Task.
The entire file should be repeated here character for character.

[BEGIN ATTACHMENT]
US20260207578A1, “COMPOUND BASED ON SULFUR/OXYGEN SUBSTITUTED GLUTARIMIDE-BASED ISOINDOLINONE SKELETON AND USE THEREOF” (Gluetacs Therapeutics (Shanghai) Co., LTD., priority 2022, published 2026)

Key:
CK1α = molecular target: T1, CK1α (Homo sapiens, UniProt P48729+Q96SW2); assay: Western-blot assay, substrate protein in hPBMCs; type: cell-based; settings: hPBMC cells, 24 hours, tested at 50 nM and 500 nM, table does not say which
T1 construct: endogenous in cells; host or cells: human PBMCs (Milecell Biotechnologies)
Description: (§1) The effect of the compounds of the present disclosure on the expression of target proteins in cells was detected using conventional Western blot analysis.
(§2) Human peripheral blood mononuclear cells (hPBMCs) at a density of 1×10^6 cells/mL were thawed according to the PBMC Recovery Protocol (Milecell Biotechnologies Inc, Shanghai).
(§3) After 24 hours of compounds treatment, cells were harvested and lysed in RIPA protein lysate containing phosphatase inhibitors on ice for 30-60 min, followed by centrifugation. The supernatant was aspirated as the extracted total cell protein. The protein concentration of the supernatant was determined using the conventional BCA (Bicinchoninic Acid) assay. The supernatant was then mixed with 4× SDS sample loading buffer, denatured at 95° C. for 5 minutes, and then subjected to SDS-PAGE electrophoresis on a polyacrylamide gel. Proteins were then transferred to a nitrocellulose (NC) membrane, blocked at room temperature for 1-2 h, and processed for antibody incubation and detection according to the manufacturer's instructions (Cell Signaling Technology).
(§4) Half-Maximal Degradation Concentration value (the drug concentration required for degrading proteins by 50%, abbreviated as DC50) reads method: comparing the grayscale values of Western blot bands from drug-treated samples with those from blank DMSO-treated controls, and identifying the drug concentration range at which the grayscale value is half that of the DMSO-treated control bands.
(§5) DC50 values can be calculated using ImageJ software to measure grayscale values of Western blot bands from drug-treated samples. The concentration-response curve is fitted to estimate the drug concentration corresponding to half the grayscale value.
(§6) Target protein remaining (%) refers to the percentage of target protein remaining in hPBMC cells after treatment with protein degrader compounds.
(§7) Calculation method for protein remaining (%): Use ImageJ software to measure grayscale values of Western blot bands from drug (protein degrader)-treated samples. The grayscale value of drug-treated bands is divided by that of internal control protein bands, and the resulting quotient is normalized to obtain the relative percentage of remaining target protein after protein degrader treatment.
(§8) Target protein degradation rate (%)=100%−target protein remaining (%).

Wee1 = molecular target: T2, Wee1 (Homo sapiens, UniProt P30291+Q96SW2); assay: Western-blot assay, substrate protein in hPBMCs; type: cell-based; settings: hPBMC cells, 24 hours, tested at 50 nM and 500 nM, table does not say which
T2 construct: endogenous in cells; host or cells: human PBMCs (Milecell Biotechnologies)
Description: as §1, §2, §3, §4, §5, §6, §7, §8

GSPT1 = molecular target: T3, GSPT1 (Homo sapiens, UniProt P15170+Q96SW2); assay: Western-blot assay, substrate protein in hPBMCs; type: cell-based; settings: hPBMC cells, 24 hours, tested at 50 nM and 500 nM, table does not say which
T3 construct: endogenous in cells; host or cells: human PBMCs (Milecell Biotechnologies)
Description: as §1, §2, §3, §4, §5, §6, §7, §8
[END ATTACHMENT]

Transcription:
US20260207578A1, “COMPOUND BASED ON SULFUR/OXYGEN SUBSTITUTED GLUTARIMIDE-BASED ISOINDOLINONE SKELETON AND USE THEREOF” (Gluetacs Therapeutics (Shanghai) Co., LTD., priority 2022, published 2026)

Key:
CK1α = molecular target: T1, CK1α (Homo sapiens, UniProt P48729+Q96SW2); assay: Western-blot assay, substrate protein in hPBMCs; type: cell-based; settings: hPBMC cells, 24 hours, tested at 50 nM and 500 nM, table does not say which
T1 construct: endogenous in cells; host or cells: human PBMCs (Milecell Biotechnologies)
Description: (§1) The effect of the compounds of the present disclosure on the expression of target proteins in cells was detected using conventional Western blot analysis.
(§2) Human peripheral blood mononuclear cells (hPBMCs) at a density of 1×10^6 cells/mL were thawed according to the PBMC Recovery Protocol (Milecell Biotechnologies Inc, Shanghai).
(§3) After 24 hours of compounds treatment, cells were harvested and lysed in RIPA protein lysate containing phosphatase inhibitors on ice for 30-60 min, followed by centrifugation. The supernatant was aspirated as the extracted total cell protein. The protein concentration of the supernatant was determined using the conventional BCA (Bicinchoninic Acid) assay. The supernatant was then mixed with 4× SDS sample loading buffer, denatured at 95° C. for 5 minutes, and then subjected to SDS-PAGE electrophoresis on a polyacrylamide gel. Proteins were then transferred to a nitrocellulose (NC) membrane, blocked at room temperature for 1-2 h, and processed for antibody incubation and detection according to the manufacturer's instructions (Cell Signaling Technology).
(§4) Half-Maximal Degradation Concentration value (the drug concentration required for degrading proteins by 50%, abbreviated as DC50) reads method: comparing the grayscale values of Western blot bands from drug-treated samples with those from blank DMSO-treated controls, and identifying the drug concentration range at which the grayscale value is half that of the DMSO-treated control bands.
(§5) DC50 values can be calculated using ImageJ software to measure grayscale values of Western blot bands from drug-treated samples. The concentration-response curve is fitted to estimate the drug concentration corresponding to half the grayscale value.
(§6) Target protein remaining (%) refers to the percentage of target protein remaining in hPBMC cells after treatment with protein degrader compounds.
(§7) Calculation method for protein remaining (%): Use ImageJ software to measure grayscale values of Western blot bands from drug (protein degrader)-treated samples. The grayscale value of drug-treated bands is divided by that of internal control protein bands, and the resulting quotient is normalized to obtain the relative percentage of remaining target protein after protein degrader treatment.
(§8) Target protein degradation rate (%)=100%−target protein remaining (%).

Wee1 = molecular target: T2, Wee1 (Homo sapiens, UniProt P30291+Q96SW2); assay: Western-blot assay, substrate protein in hPBMCs; type: cell-based; settings: hPBMC cells, 24 hours, tested at 50 nM and 500 nM, table does not say which
T2 construct: endogenous in cells; host or cells: human PBMCs (Milecell Biotechnologies)
Description: as §1, §2, §3, §4, §5, §6, §7, §8

GSPT1 = molecular target: T3, GSPT1 (Homo sapiens, UniProt P15170+Q96SW2); assay: Western-blot assay, substrate protein in hPBMCs; type: cell-based; settings: hPBMC cells, 24 hours, tested at 50 nM and 500 nM, table does not say which
T3 construct: endogenous in cells; host or cells: human PBMCs (Milecell Biotechnologies)
Description: as §1, §2, §3, §4, §5, §6, §7, §8